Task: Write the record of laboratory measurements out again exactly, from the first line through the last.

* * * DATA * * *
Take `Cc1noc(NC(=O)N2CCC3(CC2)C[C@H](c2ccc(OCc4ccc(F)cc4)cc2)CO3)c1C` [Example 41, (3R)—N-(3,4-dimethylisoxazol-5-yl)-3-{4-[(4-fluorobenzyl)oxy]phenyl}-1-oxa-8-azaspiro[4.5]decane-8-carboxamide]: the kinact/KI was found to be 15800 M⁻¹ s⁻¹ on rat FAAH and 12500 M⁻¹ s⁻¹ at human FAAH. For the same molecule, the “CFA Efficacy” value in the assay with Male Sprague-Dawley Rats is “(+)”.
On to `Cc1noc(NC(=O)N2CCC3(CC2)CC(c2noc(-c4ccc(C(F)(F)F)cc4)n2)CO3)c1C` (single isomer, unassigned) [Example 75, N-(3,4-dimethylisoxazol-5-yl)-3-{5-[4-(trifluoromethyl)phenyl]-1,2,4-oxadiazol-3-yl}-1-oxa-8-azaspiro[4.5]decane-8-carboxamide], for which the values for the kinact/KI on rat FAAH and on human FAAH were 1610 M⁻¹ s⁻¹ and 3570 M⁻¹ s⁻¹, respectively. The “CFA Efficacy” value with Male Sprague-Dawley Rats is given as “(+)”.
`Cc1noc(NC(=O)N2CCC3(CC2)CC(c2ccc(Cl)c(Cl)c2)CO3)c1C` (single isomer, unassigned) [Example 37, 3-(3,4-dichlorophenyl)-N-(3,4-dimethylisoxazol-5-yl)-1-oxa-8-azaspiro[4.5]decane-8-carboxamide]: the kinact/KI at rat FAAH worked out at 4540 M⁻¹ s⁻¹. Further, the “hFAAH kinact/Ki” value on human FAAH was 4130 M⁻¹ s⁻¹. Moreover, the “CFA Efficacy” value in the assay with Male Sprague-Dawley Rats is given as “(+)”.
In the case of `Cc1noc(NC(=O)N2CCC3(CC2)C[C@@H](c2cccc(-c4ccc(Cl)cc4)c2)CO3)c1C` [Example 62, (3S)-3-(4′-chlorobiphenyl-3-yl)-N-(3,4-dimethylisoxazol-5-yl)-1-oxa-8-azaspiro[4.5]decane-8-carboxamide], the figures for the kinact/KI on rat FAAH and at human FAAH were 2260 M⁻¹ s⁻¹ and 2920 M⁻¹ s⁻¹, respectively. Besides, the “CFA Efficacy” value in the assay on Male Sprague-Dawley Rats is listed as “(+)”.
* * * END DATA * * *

Take `Cc1noc(NC(=O)N2CCC3(CC2)C[C@H](c2ccc(OCc4ccc(F)cc4)cc2)CO3)c1C` [Example 41, (3R)—N-(3,4-dimethylisoxazol-5-yl)-3-{4-[(4-fluorobenzyl)oxy]phenyl}-1-oxa-8-azaspiro[4.5]decane-8-carboxamide]: the kinact/KI was found to be 15800 M⁻¹ s⁻¹ on rat FAAH and 12500 M⁻¹ s⁻¹ at human FAAH. For the same molecule, the “CFA Efficacy” value in the assay with Male Sprague-Dawley Rats is “(+)”.
On to `Cc1noc(NC(=O)N2CCC3(CC2)CC(c2noc(-c4ccc(C(F)(F)F)cc4)n2)CO3)c1C` (single isomer, unassigned) [Example 75, N-(3,4-dimethylisoxazol-5-yl)-3-{5-[4-(trifluoromethyl)phenyl]-1,2,4-oxadiazol-3-yl}-1-oxa-8-azaspiro[4.5]decane-8-carboxamide], for which the values for the kinact/KI on rat FAAH and on human FAAH were 1610 M⁻¹ s⁻¹ and 3570 M⁻¹ s⁻¹, respectively. The “CFA Efficacy” value with Male Sprague-Dawley Rats is given as “(+)”.
`Cc1noc(NC(=O)N2CCC3(CC2)CC(c2ccc(Cl)c(Cl)c2)CO3)c1C` (single isomer, unassigned) [Example 37, 3-(3,4-dichlorophenyl)-N-(3,4-dimethylisoxazol-5-yl)-1-oxa-8-azaspiro[4.5]decane-8-carboxamide]: the kinact/KI at rat FAAH worked out at 4540 M⁻¹ s⁻¹. Further, the “hFAAH kinact/Ki” value on human FAAH was 4130 M⁻¹ s⁻¹. Moreover, the “CFA Efficacy” value in the assay with Male Sprague-Dawley Rats is given as “(+)”.
In the case of `Cc1noc(NC(=O)N2CCC3(CC2)C[C@@H](c2cccc(-c4ccc(Cl)cc4)c2)CO3)c1C` [Example 62, (3S)-3-(4′-chlorobiphenyl-3-yl)-N-(3,4-dimethylisoxazol-5-yl)-1-oxa-8-azaspiro[4.5]decane-8-carboxamide], the figures for the kinact/KI on rat FAAH and at human FAAH were 2260 M⁻¹ s⁻¹ and 2920 M⁻¹ s⁻¹, respectively. Besides, the “CFA Efficacy” value in the assay on Male Sprague-Dawley Rats is listed as “(+)”.